• Better utilization of available ground, because the larger fields may be used for crop production while seedlings are being produced.
• Seedlings take between 4 to 6 weeks before transplant depending on the variety. Talk to the nursery when the seedlings will be ready for collection.
• Better germination, seedling growth, and plant survival, resulting in lower usage of seed, because small seedbeds / seedling trays can better looked after.
• Better, quicker and cheaper control of pests, diseases and weeds.
• Better control of irrigation, with saving in water usage, and more frequent watering, ensuring consistent seedling growth.
• Easier and better protection of seedlings against wind, hail, rain, heat and cold.
• Earlier cropping is possible in areas with cold winters by producing seedlings under cover, or in a warmer are, and transplanting when outside conditions become favourable for growth.
• More uniform plant spacing, as well as replacement of “missing or eaten” plants when established in the field.
The disadvantages of seedlings include:
• The unavailability of seedlings due to bad planning by the grower, ordering in time for his plantings.
• High cost of seedling vs. producing them yourself
• Labour needed for transplanting vs. direct planting of certain veggies.
• Transplanting losses may, under unfavorable conditions, result in a poor stand and low yields.
• The time taken from sowing to harvest is normally extended because plant growth may be set back to some extent by transplanting of some varieties of vegetables.
Transplants are usually raised in seed trays or in open seedbeds. Seed trays are normally used by nurserymen producing plants for sale to growers. The majority of vegetable producers buy seedlings from nurseries. Although a few vegetable growers do grow their own seedlings because of quality control and specific varieties that they want to grow.
The quality, including age, of transplants plays a large role in determining the potential yield of the resultant crop. Seedling production should, therefore receive special attention from each grower, because poorly grown seedlings can never produce the yields, nor quality, that can be achieved with young, strong, healthy transplants.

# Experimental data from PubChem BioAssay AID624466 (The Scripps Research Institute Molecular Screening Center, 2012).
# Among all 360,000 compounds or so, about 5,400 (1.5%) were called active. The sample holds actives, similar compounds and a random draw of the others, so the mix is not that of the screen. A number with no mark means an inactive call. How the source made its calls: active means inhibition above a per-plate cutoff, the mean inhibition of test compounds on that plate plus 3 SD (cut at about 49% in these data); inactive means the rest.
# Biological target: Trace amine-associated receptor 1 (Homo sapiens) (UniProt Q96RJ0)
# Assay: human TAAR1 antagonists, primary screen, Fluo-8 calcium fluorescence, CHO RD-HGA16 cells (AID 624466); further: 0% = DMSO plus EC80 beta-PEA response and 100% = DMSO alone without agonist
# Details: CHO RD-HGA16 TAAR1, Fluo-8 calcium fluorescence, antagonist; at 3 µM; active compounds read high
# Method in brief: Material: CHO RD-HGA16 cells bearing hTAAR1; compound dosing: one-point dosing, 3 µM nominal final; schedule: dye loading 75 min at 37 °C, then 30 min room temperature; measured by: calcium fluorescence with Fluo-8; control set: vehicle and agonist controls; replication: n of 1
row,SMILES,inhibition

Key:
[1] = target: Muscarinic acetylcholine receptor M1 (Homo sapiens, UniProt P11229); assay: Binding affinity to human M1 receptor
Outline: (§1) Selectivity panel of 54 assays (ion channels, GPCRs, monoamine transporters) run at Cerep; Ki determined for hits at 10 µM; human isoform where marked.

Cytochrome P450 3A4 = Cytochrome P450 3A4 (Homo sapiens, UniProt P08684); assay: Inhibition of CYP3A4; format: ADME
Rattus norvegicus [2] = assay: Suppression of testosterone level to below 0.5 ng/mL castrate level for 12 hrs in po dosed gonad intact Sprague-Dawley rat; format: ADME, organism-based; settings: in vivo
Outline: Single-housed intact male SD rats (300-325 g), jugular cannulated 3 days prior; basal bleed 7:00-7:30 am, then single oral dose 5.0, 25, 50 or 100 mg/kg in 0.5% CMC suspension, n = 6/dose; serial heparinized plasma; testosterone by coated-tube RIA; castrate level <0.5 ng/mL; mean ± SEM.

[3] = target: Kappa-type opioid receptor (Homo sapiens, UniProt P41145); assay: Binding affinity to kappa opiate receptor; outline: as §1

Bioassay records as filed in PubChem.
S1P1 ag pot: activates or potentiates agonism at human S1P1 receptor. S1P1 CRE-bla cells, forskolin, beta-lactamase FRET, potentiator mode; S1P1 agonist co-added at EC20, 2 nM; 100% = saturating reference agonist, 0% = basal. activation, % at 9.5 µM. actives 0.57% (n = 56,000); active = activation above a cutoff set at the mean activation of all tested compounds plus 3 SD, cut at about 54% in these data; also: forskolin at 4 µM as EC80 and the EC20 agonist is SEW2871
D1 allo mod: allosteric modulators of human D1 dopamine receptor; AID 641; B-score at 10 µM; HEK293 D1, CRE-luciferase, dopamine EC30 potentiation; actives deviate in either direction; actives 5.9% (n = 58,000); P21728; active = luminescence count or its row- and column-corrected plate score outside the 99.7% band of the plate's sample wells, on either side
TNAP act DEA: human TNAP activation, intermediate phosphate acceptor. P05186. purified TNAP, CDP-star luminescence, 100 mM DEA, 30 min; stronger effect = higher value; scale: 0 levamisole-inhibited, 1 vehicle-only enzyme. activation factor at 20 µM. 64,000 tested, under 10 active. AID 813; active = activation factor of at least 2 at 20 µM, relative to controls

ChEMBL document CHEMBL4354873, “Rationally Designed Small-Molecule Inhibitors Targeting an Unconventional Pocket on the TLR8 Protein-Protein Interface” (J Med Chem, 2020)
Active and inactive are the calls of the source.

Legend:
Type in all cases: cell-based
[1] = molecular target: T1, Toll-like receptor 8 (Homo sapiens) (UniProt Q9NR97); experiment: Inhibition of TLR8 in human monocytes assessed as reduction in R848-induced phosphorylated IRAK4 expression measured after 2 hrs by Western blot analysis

In commercial practice there are two main methods of producing transplants / seedlings. The first is to produce the seedlings in seedling trays, using coir / vermiculite / composted pine bark as a growing medium, and under cover, and the other is to grow the seedlings in soil in seedbeds situated in the open.
In Swaziland most transplants are produced in seedling trays and mostly by commercial nursery men. Most commonly used structures in which the seedlings are produced are shade houses, which use shade cloth. Use is made of black 20% shade cloth for vegetable seedlings.
Should the seedlings be grown in trays placed directly on the ground, or any other solid surface, their roots will tend to grow out the drainage holes at the bottom of the cavities (or Cells). At transplanting this would cause difficulty in removing seedlings, would damage the roots, causing a greater transplant shock and plant setback, and would negate most advantages of raising plants in such containers. If the trays were to be raised about 60 cm above ground, with drainage holes exposed to the air, roots do not grow out of them and would remain within the cell cavity, with much better transplanting results. To achieve this, two parallel lengths of 16 gauge wire(60 cm apart) are drawn taut over a pole structure about 60 cm high and spaced 2,8 m apart down the rows. The ends of the seedling trays rest the wires, thus allowing a free flow of air past the bottoms of the trays.